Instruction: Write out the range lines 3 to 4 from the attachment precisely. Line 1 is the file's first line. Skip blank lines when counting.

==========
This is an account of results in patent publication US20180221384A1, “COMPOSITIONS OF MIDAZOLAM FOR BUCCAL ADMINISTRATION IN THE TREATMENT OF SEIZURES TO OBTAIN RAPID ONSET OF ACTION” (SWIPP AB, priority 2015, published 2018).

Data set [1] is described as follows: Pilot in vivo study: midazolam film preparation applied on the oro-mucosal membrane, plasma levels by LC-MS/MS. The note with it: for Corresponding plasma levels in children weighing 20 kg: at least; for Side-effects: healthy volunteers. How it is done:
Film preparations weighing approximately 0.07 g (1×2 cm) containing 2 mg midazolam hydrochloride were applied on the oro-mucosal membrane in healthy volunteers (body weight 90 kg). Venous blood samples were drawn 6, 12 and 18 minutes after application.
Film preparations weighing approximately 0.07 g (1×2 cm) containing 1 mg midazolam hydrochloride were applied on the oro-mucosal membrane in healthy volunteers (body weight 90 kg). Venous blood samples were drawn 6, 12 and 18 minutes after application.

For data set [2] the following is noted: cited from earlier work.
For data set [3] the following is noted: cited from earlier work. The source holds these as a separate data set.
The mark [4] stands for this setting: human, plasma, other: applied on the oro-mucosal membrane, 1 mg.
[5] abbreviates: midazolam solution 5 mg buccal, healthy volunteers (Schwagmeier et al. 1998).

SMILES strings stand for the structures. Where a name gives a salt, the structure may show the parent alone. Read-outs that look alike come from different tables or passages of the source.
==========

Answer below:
Film preparations weighing approximately 0.07 g (1×2 cm) containing 2 mg midazolam hydrochloride were applied on the oro-mucosal membrane in healthy volunteers (body weight 90 kg). Venous blood samples were drawn 6, 12 and 18 minutes after application.
Film preparations weighing approximately 0.07 g (1×2 cm) containing 1 mg midazolam hydrochloride were applied on the oro-mucosal membrane in healthy volunteers (body weight 90 kg). Venous blood samples were drawn 6, 12 and 18 minutes after application.